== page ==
The Glasgow Climate Summit is unlikely to bring the world into line with the Paris Agreement's goals, but there is growing optimism it can deliver a lot more than 'blah, blah, blah'
The COP26 Climate Summit in Glasgow next month is likely to fall short of putting the world on track to avert dangerous levels of global warming, but diplomats and analysts are cautiously optimistic it could deliver several breakthroughs and broadly deliver on the UK hosts' stated goal of 'keeping 1.5C alive', despite widespread scepticism amongst environmental activists.
Late last month Swedish campaigner Greta Thunberg's offered an inimitable assessment of the climate talks to date, dismissing them as "blah, blah, blah", as she again decried the failure of governments to actually curb global emissions. With just a few days to go until COP26 kicks off, her pessimism is widely shared. Global energy shortages and a recent spike in oil prices to a three-year high above $80 a barrel, have dimmed hopes that governments will announce bold new plans to rapidly ditch fossil fuels at the October 31st to November 12th summit.
Most worryingly, reports have indicated that China is looking to ramp up coal production in response to a series of blackouts. Whether or not the move indicates a softening of China's long term support for decarbonisation is contested, but it has highlighted how the transition away from fossil fuels is likely to lead to significant price volatility and energy security concerns, as economies battle to match supply and demand.
More broadly, the wave of new national climate action plans - or Nationally Determined Contributions (NDCs) in the jargon - that has been submitted to the UN in recent weeks has proved a decidedly mixed bag. Some nations have barely changed their targets and plans since 2015; others, such as Russia with its fresh net zero by 2060 pledge, have come forward with new goals but provided scant detail on how they might be met; and a few key players, including the UK hosts, the EU, South Korea, and the US, have significantly strengthened their decarbonisation plans. All told, as the recent landmark report from the International Energy Agency (IEA) again confirmed, it still amounts to a global warming trajectory that breaches both the 1.5C and 'well below 2C' temperature goals established by the Paris Agreement.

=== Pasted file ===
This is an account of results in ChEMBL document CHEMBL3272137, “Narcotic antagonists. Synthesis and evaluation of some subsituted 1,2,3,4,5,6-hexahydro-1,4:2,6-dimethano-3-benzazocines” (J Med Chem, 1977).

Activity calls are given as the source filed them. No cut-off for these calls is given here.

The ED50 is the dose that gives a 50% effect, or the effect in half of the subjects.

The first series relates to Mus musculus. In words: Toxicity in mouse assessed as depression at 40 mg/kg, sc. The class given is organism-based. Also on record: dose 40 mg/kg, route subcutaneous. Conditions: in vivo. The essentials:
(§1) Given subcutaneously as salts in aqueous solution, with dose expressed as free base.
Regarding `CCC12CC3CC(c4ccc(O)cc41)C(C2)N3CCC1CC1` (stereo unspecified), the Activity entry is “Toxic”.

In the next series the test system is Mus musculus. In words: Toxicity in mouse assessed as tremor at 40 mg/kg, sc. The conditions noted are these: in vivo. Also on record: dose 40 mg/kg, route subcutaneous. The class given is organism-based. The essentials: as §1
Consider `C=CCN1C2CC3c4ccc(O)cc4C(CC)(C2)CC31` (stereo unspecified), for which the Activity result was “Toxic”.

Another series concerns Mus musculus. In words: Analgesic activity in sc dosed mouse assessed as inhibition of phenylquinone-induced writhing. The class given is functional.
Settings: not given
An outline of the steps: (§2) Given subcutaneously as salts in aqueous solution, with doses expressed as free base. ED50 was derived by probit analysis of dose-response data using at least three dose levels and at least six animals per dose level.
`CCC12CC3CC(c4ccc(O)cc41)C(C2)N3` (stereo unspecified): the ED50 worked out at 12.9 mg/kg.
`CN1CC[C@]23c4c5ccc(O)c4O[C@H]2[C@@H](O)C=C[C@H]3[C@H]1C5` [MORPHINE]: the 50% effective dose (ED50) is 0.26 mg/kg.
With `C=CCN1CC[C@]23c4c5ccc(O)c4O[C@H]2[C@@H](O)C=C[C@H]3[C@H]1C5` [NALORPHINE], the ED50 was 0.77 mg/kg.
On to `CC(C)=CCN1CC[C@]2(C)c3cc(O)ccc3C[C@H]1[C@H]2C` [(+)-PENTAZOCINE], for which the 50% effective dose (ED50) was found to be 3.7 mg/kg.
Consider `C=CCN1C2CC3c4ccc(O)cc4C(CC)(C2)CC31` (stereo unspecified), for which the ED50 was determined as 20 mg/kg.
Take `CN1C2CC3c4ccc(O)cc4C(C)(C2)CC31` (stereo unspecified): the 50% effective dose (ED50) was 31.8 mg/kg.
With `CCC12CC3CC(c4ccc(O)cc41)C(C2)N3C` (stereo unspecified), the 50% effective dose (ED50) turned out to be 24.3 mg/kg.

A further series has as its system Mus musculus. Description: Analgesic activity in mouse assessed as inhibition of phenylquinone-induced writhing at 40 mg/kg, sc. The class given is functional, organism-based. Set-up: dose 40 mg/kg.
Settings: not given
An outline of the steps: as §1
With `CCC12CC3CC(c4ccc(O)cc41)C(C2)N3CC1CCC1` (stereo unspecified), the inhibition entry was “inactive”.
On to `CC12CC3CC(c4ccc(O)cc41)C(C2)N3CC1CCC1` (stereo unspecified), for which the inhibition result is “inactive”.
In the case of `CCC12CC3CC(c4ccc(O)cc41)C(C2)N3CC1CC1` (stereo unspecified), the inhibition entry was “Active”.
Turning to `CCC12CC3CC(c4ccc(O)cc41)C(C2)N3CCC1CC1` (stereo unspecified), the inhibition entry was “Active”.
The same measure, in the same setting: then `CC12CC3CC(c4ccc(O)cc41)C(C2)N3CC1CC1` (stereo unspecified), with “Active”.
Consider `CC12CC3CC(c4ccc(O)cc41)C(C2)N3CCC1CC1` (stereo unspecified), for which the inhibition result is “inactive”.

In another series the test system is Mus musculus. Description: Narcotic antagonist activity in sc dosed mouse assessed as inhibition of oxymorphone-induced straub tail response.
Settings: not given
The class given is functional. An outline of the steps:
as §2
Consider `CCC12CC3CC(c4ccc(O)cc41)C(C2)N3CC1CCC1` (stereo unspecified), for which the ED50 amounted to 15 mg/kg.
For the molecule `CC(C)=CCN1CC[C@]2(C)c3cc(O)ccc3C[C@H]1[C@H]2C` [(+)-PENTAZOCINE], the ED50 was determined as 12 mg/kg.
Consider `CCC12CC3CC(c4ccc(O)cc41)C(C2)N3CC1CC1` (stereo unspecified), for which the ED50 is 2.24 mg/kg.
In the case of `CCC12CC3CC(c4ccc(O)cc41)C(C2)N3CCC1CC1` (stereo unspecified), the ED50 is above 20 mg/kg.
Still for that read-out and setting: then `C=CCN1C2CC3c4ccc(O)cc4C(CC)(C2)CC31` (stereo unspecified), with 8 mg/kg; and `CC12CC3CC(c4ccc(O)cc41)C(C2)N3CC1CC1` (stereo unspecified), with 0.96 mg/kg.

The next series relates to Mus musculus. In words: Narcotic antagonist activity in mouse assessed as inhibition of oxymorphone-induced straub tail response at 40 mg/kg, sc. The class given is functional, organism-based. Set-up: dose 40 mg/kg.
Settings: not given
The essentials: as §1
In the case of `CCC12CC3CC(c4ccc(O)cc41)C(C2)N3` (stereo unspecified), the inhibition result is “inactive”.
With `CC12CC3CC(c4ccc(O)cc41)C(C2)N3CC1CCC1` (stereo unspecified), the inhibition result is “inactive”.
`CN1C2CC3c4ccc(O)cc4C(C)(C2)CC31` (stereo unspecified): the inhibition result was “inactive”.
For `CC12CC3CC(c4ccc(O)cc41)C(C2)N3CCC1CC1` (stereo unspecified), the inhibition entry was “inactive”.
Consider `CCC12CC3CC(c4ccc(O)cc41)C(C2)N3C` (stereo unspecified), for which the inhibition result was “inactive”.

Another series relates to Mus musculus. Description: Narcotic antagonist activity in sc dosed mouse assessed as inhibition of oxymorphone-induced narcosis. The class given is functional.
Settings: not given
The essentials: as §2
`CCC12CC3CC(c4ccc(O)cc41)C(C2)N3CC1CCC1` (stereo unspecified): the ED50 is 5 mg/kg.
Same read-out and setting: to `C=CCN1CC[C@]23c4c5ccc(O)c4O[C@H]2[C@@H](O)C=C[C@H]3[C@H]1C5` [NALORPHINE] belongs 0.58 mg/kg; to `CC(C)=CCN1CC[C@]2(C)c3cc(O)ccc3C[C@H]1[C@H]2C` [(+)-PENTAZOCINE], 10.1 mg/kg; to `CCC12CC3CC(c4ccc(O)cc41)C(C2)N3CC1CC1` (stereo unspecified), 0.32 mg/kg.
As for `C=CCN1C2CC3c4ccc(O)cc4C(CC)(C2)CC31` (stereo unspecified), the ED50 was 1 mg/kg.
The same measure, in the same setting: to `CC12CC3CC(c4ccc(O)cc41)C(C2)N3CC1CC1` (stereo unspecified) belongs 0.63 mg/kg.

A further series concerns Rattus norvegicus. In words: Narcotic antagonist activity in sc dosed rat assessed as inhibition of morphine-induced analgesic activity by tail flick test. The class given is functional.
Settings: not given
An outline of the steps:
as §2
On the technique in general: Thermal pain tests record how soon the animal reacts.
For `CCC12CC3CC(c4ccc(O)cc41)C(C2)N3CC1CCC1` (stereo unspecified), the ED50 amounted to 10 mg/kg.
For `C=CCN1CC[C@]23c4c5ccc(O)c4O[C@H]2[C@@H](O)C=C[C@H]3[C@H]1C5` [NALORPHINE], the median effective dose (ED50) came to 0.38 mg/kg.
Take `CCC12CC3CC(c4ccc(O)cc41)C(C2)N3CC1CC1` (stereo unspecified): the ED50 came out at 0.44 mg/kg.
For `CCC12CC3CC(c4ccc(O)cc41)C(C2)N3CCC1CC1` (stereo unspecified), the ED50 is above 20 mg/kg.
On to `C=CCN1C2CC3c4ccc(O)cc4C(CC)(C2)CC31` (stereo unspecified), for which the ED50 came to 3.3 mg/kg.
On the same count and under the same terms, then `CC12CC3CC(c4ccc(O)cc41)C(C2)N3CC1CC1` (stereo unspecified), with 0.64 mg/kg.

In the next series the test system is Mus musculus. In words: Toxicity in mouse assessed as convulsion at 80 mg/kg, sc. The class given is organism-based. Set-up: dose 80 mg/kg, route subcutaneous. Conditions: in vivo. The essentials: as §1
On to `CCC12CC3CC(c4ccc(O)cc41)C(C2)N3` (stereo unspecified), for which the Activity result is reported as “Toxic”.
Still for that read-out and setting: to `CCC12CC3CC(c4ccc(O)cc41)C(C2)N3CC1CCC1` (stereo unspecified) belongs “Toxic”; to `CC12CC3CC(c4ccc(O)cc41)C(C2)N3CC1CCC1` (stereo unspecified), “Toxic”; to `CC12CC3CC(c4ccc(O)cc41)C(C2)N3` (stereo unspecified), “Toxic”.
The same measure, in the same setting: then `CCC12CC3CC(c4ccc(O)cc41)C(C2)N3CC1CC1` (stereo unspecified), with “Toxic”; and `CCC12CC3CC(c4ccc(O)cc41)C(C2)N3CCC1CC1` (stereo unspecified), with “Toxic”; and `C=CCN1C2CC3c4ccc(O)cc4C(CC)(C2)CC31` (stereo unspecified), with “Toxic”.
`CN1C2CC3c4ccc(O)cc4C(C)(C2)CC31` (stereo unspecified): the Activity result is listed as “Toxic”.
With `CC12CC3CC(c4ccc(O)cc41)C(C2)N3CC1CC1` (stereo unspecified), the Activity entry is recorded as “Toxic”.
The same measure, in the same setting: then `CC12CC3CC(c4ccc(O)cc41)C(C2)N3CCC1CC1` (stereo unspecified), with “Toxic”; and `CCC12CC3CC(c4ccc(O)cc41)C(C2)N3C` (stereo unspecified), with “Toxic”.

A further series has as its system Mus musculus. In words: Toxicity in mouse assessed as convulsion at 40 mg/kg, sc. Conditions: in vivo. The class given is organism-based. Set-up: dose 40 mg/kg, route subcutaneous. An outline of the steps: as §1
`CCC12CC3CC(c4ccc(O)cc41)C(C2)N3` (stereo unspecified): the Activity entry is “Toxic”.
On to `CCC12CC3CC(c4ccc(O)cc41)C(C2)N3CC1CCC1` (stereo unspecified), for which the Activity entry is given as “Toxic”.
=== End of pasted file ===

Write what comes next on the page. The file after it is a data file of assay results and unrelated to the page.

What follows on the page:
"We still have a huge gap," between the promises made by the almost 200 countries who signed up to the Paris Agreement and national targets and policies, explains Niklas Höhne, founding partner of the New Climate Institute in Germany.
According to a Climate Action Tracker partly compiled by Höhne's institute, the world is currently headed for warming of 2.9C above pre-industrial times by 2100 based on existing policies. Other analyses have painted a slightly more optimistic picture, insisting new policies are in the pipeline and if they deliver as envisaged a 2C warming trajectory could be delivered. The IEA sketched out a more encouraging scenario where ambitious policies could lead to 2.1C of warming, while this week's report from the Principles for Responsible Investment (PRI) group suggests now 'inevitable' policies could keep temperature increases below 2C.
But there is near universal agreement that limiting warming to around 2C would still require a drastic transformation of the global economy and would still result in devastating climate impacts. Moreover, there is a widespread acceptance that the window for delivering on the Paris Agreement's goal of limiting temperature increases to 1.5C is closing fast. As the UN Environment Programme warned yesterday, governments are still planning to expand fossil fuel production to a level that by 2030 will be more than double that consistent with limiting global warming to 1.5C.
"Glasgow is absolutely the very final call for 1.5C," warns Höhne, arguing that world leaders will have to "flip to emergency mode" in their climate policies to ensure cities, businesses, voters, and investors deliver the rapid decarbonisation required.
It is this urgency that COP26 President-designate Alok Sharma is hoping to instil in proceedings. Last week, Sharma travelled to Paris to deliver his last major speech before the Summit starts, in which he urged world leaders to "pull together" to deliver on the promises they made through the Paris Agreement.
"COP26 is not a photo op or a talking shop," he said, in uncharacteristically pointed comments. "It must be the forum where we put the world on track to deliver on climate. And that is down to leaders. It is leaders who made a promise to the world in this great city six years ago. And it is leaders that must honour it. Responsibility rests with each and every country. And we must all play our part. Because on climate, the world will succeed, or fail as one."